Just before the official launch of Windows 8 on Thursday, October 25, we had a chance to speak with Greg Barber, Vice President of the Consumer Channels Group, with Microsoft Canada. He filled in some background regarding Microsoft's marketing strategy around the launch.
"I'm 21 years at Microsoft," said Barber. "I've been through a lot of launches. This one is very different. In many ways, we're doing it right. The Canadian marketing plan is absolutely vast and comprehensive."
TV ads began a few days before the official launch, and will "run all year." There will also be social media, print and channel programs, plus "deep investments in retail," including a "comprehensive training program."
"Our telco partners are also part of the launch, which is new," Barber points out. He mentioned that in Canada, Microsoft has been working particularly closely with Rogers.
One thing we specifically asked about was the absence of a big Canadian launch event, as with Windows 7. This is a marked contrast to the earlier days of Rolling Stones videos and banners on the CN tower. Barber explained that nowadays Microsoft is "not doing a lot of communicating" in that sense.
He noted that "stunts on the CN tower" was the old approach. Today, "disclosure guides action," with less general talk about the product, and more emphasis on simply telling people to go buy it. "We only make the disclosure when there's a call to action."
"Windows 8 is more revolutionary," said Barber. "We want to tell that story in a way that's more culturally relevant."
The approach is also more global now. "There will be a number of PR events happening around the world," said Barber. These were "timezone-based," and phased over a period of some weeks. For example, a launch event and "massive device showcase" were held in Shanghai, China on October 23. A developer event took place in Bangalore, India, September 21-22.
Also, a lot of the activity is focused less on the software than on the variety of new Windows devices, and how they need to be presented.
"For your readers," said Barber, "the focus should be about the devices. The modern software that is Windows 8 was made for modern hardware. The focus and the energy will be all about the devices.
"It's not a software launch," Barber emphasized. "It's a hardware launch."
Behind the scenes, Microsoft has strong programs aimed at getting retailers up to speed. "Training has really focused on PC sales reps at retail," said Barber. "Never have we made this level of investment." This program is expected to reach thousands of reps, either through one-to-one or one-to-many events.
Kits will be available through distribution that include retailer tools. For example, retailers will need to know how to activate a demo PC. "Just like with a Windows phone, the first thing it asks you is who you are," said Barber. For a demo, this needs to be set up so that social media and other online assets are populated, ready to show off.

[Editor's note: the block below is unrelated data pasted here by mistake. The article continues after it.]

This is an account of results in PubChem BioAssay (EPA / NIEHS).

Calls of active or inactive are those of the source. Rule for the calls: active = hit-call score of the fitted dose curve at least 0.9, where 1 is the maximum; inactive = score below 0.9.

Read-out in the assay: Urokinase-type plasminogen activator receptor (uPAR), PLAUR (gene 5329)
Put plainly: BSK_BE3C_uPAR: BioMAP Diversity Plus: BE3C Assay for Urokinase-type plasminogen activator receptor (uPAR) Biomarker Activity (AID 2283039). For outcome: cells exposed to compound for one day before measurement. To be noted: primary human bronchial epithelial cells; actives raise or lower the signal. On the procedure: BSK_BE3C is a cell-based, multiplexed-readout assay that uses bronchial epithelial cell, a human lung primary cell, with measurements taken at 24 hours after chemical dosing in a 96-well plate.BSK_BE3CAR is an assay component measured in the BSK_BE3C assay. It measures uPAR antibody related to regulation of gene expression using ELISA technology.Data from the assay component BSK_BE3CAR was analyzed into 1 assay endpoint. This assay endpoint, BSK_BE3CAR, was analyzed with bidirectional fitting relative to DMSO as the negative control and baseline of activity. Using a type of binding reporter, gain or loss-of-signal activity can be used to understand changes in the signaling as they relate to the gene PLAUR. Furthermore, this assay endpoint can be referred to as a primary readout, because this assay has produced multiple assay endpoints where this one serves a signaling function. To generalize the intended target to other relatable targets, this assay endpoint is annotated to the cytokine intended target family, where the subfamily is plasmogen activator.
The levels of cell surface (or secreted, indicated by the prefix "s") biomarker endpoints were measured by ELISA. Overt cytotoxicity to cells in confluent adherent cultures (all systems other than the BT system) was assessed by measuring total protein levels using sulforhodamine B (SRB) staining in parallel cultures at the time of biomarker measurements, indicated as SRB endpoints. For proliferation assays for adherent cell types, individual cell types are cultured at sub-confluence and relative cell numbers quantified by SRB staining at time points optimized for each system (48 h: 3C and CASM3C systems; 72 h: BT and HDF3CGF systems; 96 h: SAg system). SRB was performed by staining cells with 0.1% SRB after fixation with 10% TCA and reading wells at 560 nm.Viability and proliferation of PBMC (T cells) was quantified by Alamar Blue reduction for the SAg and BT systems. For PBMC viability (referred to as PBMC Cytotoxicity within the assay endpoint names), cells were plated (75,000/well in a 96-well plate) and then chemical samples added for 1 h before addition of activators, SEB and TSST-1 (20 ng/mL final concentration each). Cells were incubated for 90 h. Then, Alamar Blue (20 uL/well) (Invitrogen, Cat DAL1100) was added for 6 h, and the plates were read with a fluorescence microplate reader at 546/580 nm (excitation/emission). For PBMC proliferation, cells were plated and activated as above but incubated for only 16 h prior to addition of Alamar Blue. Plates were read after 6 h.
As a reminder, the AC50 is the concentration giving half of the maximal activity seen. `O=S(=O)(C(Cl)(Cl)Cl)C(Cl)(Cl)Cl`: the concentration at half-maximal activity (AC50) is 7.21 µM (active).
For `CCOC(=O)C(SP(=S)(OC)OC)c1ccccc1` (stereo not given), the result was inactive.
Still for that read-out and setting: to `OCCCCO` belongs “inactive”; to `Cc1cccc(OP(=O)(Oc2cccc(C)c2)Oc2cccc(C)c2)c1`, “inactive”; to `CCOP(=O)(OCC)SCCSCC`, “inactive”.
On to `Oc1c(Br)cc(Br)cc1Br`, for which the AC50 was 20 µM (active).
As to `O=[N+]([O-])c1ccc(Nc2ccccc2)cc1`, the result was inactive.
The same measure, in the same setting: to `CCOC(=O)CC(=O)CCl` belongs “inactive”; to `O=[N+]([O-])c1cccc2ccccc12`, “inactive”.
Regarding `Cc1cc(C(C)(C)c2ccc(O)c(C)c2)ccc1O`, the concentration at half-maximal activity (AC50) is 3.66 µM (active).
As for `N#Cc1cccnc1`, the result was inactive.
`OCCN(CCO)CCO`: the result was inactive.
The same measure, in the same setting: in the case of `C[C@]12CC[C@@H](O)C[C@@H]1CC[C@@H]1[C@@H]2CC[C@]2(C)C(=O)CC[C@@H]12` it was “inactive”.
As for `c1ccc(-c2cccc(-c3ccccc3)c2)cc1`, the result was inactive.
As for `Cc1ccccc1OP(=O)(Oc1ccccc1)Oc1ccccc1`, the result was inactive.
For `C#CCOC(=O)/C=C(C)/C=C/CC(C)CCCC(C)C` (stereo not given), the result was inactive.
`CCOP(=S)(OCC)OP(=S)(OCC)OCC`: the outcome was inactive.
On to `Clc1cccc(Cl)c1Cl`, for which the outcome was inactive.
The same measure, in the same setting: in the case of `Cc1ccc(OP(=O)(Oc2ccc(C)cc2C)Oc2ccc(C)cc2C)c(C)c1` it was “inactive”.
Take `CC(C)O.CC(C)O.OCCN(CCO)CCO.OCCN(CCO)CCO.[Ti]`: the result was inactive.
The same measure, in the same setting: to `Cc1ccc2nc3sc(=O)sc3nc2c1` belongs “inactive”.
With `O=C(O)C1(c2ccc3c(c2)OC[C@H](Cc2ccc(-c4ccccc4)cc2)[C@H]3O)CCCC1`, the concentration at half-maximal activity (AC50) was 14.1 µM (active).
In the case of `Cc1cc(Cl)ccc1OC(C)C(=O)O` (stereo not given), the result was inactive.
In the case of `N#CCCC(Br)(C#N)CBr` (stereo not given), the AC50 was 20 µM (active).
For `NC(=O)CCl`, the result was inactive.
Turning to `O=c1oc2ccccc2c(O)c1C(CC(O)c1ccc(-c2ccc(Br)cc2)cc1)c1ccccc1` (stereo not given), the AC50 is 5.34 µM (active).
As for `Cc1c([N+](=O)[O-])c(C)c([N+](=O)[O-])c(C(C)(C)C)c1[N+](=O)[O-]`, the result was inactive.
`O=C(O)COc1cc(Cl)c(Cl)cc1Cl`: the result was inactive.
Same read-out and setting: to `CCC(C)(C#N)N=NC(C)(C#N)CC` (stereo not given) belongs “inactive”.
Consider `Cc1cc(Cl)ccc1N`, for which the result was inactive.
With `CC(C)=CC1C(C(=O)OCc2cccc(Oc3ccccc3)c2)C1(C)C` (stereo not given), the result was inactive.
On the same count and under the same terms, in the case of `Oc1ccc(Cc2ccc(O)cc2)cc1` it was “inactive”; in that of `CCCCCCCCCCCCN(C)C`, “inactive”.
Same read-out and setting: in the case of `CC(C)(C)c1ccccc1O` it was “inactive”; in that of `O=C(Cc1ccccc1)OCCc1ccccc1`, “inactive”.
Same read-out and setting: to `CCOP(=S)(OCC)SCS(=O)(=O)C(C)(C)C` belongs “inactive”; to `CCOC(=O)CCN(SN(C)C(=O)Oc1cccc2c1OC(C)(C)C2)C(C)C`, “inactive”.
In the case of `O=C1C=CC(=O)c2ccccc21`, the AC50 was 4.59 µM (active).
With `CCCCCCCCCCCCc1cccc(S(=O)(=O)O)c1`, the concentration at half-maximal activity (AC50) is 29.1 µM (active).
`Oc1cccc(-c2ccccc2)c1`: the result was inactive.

"We don't want ‘dead' machines," said Barber. "We want ‘live' machines for demonstrations."
Microsoft has also created various online resources. Its Partner Network lets resellers connect with each other. And the new ExpertZone is another online tool for retailers, offering "training and insider information" relating to Windows, Windows Phone, Microsoft Office, Xbox and Microsoft hardware.
One potential area of confusion is Microsoft's own retail venture. This comes concurrently with its venture into the PC and tablet hardware business, with its own new Surface products. These will be sold direct, either online or through the new Microsoft Stores.
"Windows 8 is a very integrated launch," explained Barber. "The Microsoft store is part of that Windows story. This is where we get to tell our story, our way."
He noted that Canada is actually "the first international market" to get its own Microsoft store, at Toronto's Yorkdale Mall. That will be supplemented by kiosks at four other locations: two in Vancouver (Burnaby Metropolis, Oakridge Centre), one in Edmonton (West Edmonton Mall) and one in Toronto (Eaton Centre.) These ‘pop-up' stores will close after the holidays, said Barber.
In the U.S., there will be 59 stores in total, of which 30 are ‘pop-up' holiday stores. According to Barber, 32 Microsoft Stores are now open or announced worldwide, not counting the ‘pop-ups.' A store finder is available online.
Microsoft's software and hardware will also be available online. Canadian customers will be able to pick up the Surface RT ($519 for the 32GB model), or the Windows 8 upgrade (special introductory price of $39.99).
Nonetheless, Barber emphasizes that Microsoft's retail strategy is "very partner-led." The purpose of the Microsoft Store is "to showcase the Microsoft story" in a more focused way. It's fair to describe these locations as a sort of ‘reference design,' which can serve to guide other retail partners.
Devices and Services
It's all part of an overall strategy shift at Microsoft. "We are becoming a devices and services company," says Barber, quoting Microsoft CEO Steve Ballmer. The new Surface fits into that model, for example. "There will be times when we build specific devices for specific purposes."
It's certainly a brave new world that Microsoft opened up on October 25. All the plans are at last in place, and the Windows 8 products are starting to ship. But consumers and retailers both will clearly need time to catch up with it all.